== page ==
TURP


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resection

 [re-sek´shun]
removal, as of an organ, by cutting; called also excision.
gastric resection gastrectomy.
root resection (root-end resection) apicoectomy.
transurethral resection of the prostate (transurethral prostatic resection) see transurethral resection of the prostate.
wedge resection removal of a triangular mass of tissue.

transurethral

 [trans″u-re´thral]
performed through the urethra.
transurethral resection of the prostate (TURP) removal of a portion of the prostate by means of an instrument passed through the urethra. A transurethral resection removes only enlarged prostatic tissue, as in benign prostatic hypertrophy. Normal prostatic tissue and its outer capsule are left intact.

Patient Care. Preoperatively the patient will probably have some difficulty in urination, owing to the fact that the prostate encircles the urethra. The patient's fluid intake and output should be measured and recorded, even though he may not have an indwelling catheter to relieve bladder distention from retained urine.



Most patients having this procedure are over the age of 65. A thorough nursing assessment should be done to identify the special needs of the patient, especially those related to chronic illnesses such as heart disease and diabetes, and to such sensory deficits as impaired sight and hearing. Safety measures such as side rails are particularly important, as well as caution in the administration of sedatives and analgesics.

During the immediate postoperative period the patient is monitored for signs of hemorrhage. Drainage through the urinary catheter is expected to be bright red for the first 24 hours after surgery and might upset the patient or someone not familiar with the effects of the surgical procedure. However, an increasingly darker red color could indicate fresh bleeding and should be reported to the surgeon.

In addition, special attention is given to the catheter and tubing leading from the bladder to be sure it is open and draining freely. Severe pain could indicate bladder spasms caused by blood clots and bits of tissue. Before administering any analgesic for relief of bladder pain, the nurse should first note whether the catheter is draining as it should. Irrigations often are prescribed to remove the obstructing material and maintain adequate flow. The irrigation procedure must be done under sterile conditions because infection is a very real danger after prostatectomy. If the patient continues to complain of severe pain even though the bladder is empty, the surgeon should be notified at once, because unusually severe and persistent pain could indicate a perforated bladder.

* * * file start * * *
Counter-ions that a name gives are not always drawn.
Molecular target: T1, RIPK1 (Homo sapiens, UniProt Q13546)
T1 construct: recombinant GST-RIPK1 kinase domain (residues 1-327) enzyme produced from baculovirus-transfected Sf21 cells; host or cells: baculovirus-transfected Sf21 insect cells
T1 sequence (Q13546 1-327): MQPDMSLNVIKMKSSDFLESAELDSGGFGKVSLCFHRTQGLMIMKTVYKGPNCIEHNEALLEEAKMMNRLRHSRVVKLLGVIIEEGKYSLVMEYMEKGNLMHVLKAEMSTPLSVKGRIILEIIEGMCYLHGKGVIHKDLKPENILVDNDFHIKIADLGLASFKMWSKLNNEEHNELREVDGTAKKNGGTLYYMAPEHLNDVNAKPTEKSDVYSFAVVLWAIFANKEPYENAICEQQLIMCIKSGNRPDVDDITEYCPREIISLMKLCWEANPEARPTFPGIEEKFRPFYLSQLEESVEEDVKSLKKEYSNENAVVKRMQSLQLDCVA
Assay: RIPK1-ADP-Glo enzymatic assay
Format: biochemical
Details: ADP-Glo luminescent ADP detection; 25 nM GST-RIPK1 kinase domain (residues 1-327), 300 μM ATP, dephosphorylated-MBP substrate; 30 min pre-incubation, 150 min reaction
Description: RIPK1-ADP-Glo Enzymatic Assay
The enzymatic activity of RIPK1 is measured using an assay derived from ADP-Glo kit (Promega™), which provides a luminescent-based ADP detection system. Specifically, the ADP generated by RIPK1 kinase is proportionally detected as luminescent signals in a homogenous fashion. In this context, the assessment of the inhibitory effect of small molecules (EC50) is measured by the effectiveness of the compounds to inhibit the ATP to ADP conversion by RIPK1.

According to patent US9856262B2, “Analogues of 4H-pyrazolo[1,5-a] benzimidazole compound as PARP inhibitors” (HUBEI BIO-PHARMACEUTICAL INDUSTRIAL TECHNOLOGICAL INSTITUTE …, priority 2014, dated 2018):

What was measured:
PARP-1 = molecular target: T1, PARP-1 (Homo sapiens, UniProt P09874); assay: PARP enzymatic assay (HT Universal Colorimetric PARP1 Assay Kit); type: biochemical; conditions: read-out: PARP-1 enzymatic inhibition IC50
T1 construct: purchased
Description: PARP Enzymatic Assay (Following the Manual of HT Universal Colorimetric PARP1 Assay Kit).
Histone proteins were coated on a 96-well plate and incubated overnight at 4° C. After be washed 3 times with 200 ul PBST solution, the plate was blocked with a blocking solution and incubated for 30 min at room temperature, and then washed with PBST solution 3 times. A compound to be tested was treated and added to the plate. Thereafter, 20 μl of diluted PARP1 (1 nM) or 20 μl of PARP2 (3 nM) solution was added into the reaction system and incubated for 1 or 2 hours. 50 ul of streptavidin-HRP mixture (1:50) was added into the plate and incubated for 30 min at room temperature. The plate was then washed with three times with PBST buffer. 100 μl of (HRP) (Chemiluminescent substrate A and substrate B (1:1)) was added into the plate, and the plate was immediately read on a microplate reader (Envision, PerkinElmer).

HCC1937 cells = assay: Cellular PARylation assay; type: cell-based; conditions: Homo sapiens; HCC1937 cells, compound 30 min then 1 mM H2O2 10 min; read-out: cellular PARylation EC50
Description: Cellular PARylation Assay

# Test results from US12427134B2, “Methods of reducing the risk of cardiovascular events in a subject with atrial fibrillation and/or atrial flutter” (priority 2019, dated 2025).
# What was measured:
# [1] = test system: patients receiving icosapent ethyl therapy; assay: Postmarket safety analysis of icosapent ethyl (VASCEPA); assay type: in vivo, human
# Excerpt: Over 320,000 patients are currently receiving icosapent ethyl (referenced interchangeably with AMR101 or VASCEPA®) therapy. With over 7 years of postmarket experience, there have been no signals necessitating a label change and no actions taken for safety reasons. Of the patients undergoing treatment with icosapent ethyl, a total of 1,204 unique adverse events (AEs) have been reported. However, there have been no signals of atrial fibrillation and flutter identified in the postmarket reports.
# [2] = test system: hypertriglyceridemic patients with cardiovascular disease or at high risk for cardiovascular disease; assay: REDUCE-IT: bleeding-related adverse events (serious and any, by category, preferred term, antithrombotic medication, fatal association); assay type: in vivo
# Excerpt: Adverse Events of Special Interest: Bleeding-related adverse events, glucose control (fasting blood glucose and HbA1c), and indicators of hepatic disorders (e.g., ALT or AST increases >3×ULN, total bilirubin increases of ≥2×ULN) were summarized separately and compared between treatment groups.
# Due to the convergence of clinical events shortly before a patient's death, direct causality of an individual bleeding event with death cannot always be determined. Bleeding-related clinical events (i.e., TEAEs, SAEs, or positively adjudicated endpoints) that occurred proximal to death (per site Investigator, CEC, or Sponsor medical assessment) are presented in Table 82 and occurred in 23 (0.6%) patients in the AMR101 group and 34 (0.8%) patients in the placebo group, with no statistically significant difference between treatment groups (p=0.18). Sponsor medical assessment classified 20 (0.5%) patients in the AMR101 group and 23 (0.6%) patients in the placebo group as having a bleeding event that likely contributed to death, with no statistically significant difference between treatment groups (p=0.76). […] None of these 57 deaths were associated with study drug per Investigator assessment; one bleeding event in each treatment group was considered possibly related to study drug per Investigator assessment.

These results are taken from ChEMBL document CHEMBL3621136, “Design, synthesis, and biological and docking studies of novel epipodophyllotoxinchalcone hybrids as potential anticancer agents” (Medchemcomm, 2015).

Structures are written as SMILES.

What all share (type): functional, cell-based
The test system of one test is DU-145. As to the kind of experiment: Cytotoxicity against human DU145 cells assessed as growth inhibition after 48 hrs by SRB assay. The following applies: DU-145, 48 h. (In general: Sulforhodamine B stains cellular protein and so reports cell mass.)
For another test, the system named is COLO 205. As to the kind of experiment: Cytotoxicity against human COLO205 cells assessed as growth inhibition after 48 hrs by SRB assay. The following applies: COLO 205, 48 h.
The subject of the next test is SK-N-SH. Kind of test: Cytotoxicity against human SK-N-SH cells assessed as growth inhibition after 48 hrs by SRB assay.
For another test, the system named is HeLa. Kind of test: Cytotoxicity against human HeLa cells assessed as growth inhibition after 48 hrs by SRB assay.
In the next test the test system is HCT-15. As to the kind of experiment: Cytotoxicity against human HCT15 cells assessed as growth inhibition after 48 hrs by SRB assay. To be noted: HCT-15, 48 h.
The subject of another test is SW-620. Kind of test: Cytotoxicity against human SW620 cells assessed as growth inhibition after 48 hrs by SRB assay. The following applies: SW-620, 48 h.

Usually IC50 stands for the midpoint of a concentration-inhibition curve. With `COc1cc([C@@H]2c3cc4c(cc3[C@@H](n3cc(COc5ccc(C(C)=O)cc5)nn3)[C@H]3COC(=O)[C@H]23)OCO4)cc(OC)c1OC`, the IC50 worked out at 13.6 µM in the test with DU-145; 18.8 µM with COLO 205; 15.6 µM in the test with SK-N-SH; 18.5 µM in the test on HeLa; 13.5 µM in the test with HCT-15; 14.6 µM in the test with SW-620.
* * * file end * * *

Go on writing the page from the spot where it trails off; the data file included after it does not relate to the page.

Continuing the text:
A transurethral resection does not affect the hormonal level of a male, nor does it render him sterile. After recovery from his surgery he should be able to resume his former level of sexual activity.
Transurethral resection of the prostate. Hyperplastic prostate tissue is removed through a resectoscope inserted through the urethra. From Polaski and Tatro, 1996.

TURP

transurethral resection of the prostate.

TURP

TURP

Transurethral resection of prostate, see there.

TURP

Abbrev. for transurethral resection of the prostate, the commonest type of operation for enlargement of the PROSTATE GLAND.

Transurethral resection of the prostate (TURP)

Surgical removal of a portion of the prostate through the urethra, a method of treating the symptoms of an enlarged prostate, whether from BPH or cancer.
Mentioned in: Prostate Cancer
References in periodicals archive ?
Senior residents (R3-R4-R5) would like additional exposure to GreenLight, bipolar TURP, Olympus PlasmaButton, HoLEP, Thulium and monopolar TURP during their residency (Fig.
TURP remains the primary form of surgical therapy for BPH, still representing more 90% of all procedures in 2011.
For patients without a catheter, compliance was defined as those receiving an antibiotic prior to TURP.
Costs included all primary care and hospital/surgery costs, based on: (a) resource use associated with disease severity states (maintenance healthcare visits or routine care), (b) resource use associated with AUR, and (c) resource use associated with TURPs.
Third, the utility model used by the authors assumes that patients undergoing successful TURP have the same health state utility as those with moderate voiding symptoms.
This occurs when too much of the irrigant fluid used during traditional TURP is absorbed, leading to a dilution of salts (principally sodium) in the blood, a potentially life-threatening complication.
Both TURP and PVP offer highly safe and effective recovery options.
A meta-analysis of short- and long-term data from 10 randomized controlled trials comparing TUIP with TURP found similar LUTS improvements and lower, but not significant, improvements in maximum flow rates for TUIP patients with small prostates, without enlarged prostate median lobes.
The study, which looked at the durability of outcomes of Holmium Laser Enucleation of the Prostate (HoLEP) in nearly 1,000 patients over 10 years, demonstrated that complication rates are minimal and the need for further treatment, even up to a decade later, is less than 1 per cent, compared to 10-16 per cent with TURP.
Keywords: Chinese medicine, Chinese herbal medicine, urology, benign prostatic hypertrophy (BPH), TURP